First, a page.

Exhaustion makes you regress, so runners would flop themselves into aid stations like over-extended toddlers into their parents arms, and put themselves at the mercy of crew and volunteers to feed them and fix their feet and convince them that they could actually do this before stumbling off into the woods offering profuse and mildly incoherent thanks. I can't speak to what happened out there in the woods, but from the view of the aid station, it's a scene.
People push through for up to 4 1/2 days on end with little to no sleep and nearly constant movement. That's gritty.
3. Ultra medicine = suffering management
Don't read this the wrong way - we kept people safe during this whole thing - but in order to be a medic in a 200 mile ultramarathon, I had to adjust my mindset a bit.
As a hospital-trained nurse, my goals at work are pretty simple: provide care and encourage people to do what they need to in order to get better as quickly as possible.
But as a medic at Bigfoot, where people are pushing themselves right up to the edge of their abilities, the goal was to help them hold it together long enough to get through the race safely.
So, while my inner clinical nurse would advise any patient with gnarly blisters, sleep deprivation, dehydration and strained muscles to take a shower, clean their wounds, drink some water and go the hell to sleep for a couple of days, as a race medic my job was to assess for safety, and patch them up and send them out into the elements as they weren't on the cusp of a medical emergency. A few runners quit the race with infected blisters and soft tissue injuries, but most of our job consisted of cleaning people up, slapping on bandages and tape, and telling them to keep moving. If they were hallucinating, sleep until they stopped, and then get back out there.
Hospital management would frown, but four days of well-managed and emotionally-supported suffering is essentially what people paid for in entering this race. Being a medic meant patching people up so they could safely keep hurting for a few hours longer.
200's are a thing.
Every outdoor and endurance discipline has its challenges. As someone who's thru hiked, run up to 100 miles, and moved up to 36 hours at a time, I was wondering what this experience would be about. I'm a bit of a natural skeptic, so part of me thought the number was a bit of a novelty - that it would just be standard ultra running, only longer. But, at least from the outside, it really did feel like its own game.
The endeavor obviously requires an extremely high level of physical fitness to complete - one of the medical volunteers was a long-time medic for the US Marine Corps, and he said that these runners fitness levels were on average much higher. But all ultra runners are extremely fit, and most of these runners aren't training differently for a 200 than they would a 100, at least physically. It's the mental game that seemed different, and the race required a huge amount of strategy and preplanning around sleep, foot care, injury management, and mental commitment to completing the race.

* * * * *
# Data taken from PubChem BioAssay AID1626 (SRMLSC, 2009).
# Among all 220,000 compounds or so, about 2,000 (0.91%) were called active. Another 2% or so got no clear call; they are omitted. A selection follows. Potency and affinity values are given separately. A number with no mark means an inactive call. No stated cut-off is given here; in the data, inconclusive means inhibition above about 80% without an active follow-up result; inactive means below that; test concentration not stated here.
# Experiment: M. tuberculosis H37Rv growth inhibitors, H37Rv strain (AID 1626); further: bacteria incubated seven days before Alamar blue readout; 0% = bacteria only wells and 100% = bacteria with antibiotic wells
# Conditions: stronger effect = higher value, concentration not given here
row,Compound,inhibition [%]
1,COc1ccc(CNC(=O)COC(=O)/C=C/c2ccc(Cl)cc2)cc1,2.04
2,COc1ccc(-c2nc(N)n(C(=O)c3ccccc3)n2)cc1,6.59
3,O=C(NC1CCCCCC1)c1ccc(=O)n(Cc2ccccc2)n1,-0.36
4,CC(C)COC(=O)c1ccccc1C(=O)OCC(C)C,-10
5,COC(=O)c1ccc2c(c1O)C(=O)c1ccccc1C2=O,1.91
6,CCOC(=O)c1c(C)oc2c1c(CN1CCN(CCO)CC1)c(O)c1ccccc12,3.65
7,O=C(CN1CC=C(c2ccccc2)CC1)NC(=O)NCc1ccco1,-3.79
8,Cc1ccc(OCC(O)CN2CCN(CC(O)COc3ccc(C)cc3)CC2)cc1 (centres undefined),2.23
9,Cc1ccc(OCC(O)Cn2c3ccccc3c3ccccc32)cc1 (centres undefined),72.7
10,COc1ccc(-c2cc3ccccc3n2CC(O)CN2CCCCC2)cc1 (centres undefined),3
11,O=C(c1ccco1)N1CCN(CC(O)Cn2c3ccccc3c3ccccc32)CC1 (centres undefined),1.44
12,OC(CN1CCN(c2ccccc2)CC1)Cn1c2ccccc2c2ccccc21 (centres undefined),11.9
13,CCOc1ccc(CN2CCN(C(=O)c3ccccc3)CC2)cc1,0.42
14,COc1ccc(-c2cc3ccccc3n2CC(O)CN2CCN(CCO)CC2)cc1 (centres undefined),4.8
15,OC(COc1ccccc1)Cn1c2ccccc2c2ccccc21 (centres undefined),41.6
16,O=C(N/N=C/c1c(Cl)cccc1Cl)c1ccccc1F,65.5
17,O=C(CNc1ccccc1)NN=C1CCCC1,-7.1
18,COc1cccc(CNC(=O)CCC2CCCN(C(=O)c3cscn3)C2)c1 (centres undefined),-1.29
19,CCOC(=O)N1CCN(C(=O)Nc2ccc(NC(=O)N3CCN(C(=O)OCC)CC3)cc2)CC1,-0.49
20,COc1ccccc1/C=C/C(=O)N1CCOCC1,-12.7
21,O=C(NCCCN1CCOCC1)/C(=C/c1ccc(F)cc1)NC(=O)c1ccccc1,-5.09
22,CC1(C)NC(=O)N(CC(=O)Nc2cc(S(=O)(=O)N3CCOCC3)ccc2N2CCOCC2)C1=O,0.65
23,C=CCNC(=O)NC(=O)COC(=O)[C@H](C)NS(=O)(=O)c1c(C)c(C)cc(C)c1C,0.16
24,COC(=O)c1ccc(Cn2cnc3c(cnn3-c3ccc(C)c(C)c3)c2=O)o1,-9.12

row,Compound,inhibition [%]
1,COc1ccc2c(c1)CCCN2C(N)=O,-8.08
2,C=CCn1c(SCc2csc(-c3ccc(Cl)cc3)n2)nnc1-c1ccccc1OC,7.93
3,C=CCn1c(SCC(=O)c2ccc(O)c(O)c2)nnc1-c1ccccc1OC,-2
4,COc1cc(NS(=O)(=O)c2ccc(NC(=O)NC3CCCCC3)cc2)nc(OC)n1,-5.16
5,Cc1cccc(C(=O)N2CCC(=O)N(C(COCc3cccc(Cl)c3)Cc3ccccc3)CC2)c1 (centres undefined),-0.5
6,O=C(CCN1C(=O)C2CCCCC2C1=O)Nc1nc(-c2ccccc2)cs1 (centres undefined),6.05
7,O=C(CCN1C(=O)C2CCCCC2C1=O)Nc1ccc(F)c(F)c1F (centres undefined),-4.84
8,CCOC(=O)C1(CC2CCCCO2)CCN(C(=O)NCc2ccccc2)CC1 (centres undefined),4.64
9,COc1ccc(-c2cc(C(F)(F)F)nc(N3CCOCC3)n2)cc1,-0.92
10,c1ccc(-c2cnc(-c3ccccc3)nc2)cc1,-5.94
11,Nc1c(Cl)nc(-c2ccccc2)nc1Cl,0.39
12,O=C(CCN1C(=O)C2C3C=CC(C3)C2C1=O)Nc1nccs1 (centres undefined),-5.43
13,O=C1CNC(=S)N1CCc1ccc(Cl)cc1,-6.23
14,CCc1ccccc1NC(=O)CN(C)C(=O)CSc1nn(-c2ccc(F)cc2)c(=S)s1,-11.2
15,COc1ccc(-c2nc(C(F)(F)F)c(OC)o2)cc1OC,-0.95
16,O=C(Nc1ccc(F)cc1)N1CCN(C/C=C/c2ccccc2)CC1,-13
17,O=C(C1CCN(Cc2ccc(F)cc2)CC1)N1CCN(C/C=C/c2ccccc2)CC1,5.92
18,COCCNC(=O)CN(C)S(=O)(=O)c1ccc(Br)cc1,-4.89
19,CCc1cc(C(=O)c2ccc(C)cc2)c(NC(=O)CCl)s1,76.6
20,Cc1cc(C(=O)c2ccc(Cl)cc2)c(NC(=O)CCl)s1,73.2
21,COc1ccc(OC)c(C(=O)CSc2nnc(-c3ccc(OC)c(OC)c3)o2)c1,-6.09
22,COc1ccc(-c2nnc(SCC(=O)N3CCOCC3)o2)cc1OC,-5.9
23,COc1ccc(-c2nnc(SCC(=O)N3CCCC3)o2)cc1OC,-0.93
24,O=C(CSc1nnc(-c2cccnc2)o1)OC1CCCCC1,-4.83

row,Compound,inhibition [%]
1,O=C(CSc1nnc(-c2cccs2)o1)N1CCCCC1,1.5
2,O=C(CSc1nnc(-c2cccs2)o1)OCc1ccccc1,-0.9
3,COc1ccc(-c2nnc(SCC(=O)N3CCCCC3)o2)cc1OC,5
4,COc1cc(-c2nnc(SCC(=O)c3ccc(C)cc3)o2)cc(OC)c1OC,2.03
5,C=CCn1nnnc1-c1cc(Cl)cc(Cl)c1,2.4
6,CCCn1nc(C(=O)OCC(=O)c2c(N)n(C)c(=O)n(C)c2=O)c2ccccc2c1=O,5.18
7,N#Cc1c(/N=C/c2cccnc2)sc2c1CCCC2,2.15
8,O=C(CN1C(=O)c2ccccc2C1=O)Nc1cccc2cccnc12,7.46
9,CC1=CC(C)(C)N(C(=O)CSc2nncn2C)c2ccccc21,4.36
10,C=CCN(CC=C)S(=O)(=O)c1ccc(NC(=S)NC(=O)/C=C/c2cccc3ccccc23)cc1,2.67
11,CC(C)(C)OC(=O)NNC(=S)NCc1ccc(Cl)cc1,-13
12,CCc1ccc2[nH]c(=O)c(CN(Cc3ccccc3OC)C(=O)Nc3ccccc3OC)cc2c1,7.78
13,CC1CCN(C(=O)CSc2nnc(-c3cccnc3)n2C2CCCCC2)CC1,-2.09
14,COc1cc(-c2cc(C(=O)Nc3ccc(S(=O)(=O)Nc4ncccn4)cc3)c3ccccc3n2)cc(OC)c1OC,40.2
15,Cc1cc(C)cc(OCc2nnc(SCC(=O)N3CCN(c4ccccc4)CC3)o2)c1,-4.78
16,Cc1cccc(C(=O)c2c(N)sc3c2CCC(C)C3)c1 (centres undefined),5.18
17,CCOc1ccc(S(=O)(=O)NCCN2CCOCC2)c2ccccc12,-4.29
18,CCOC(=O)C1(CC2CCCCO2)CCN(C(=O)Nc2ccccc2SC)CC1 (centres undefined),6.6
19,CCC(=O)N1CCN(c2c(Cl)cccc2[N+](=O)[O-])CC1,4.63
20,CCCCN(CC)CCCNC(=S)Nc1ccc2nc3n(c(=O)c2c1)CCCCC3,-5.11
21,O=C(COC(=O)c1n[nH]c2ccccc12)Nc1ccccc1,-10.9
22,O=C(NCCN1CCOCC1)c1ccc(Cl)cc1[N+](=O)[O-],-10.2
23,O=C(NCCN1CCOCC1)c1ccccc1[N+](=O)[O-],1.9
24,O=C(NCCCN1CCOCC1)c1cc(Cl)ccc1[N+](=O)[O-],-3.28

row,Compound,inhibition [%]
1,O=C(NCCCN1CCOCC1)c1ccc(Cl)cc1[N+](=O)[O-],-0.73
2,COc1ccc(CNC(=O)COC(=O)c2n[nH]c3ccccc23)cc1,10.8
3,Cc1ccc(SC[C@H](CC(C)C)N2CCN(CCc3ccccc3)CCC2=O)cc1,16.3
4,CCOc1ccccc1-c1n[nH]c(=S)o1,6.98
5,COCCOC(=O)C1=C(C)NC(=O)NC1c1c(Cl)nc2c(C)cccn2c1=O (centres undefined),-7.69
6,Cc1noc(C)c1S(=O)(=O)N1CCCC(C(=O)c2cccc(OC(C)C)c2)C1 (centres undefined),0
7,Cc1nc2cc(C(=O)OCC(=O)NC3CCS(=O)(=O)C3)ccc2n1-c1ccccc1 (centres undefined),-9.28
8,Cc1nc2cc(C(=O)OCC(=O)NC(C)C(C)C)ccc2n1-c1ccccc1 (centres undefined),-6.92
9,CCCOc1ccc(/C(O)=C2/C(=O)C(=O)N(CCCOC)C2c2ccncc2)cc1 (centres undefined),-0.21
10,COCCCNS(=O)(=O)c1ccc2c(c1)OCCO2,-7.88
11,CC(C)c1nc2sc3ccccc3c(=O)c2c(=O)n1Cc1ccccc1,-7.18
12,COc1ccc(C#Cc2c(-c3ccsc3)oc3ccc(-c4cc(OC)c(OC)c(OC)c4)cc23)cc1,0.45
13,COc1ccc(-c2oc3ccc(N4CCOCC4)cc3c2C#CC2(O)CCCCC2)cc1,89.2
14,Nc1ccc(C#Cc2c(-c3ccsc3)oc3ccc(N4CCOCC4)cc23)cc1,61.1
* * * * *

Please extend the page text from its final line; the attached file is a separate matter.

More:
The most comparable experience, physically, seems to be thru hiking for speed or Fastest Known Time attempts on long trails like the John Muir or Arizona Trails. But the event happens with support and in a crowd, so there are hamburgers and friendship.
And that crowd piece is what made it feel important. My image is that the ultra running community at its core is a bunch of eccentrics doing niche activities on the edge of what's possible. While the trail and ultra communities have grown exponentially in recent years, making 100 miles feel human, if not normal, this crowd felt like an emerging expression of that spirit. Not mainstream yet, by any means, but still a bunch of hardcore oddballs creating something intriguing and weird enough to be important. It still feels like people are figuring out how to do it, so it's generative and experimental, and the formulas haven't quite been set yet. But people are clearly being sucked in. Participants were the types of people who'd done it all in other areas of running - local legends and international notables, and people came to the race from at least 8 countries and dozens of states. By report the Tahoe 200, which has about 100 more participants, is even more diverse.
In short, as someone experiencing this for the first time, 200's feel like a thing in the adventure world - gritty, nearly impossible, absurd, and innovative.
There's a lot of material already up on Facebook, but for amazing photos that really capture the human spirit behind the event, watch Howie Stern's page, who was gracious enough to let us use his photos here. And if you want to read about it, Ryan Chukuske is releasing a book about the event in November. And after the 2015 event, Kerry Ward produced a great personal YouTube documentary about the experience.
We're looking forward to gathering more material for you from the next two events, Tahoe in September, and Moab in October. And next time to avoid technological malfunctions, we're recording on audio cassette and circulating bootlegs like God intended.
If you like this post, you'll also like my book The Dirtbag's Guide to Life. It's a book-length celebration of outdoor culture, and a fun "how to" guide for your entire existence.
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Tim and Angel
The goat in the picture lives in Silverton, CO, and tried to kill us. We survived to bring you this dirtbag wisdom for the ages.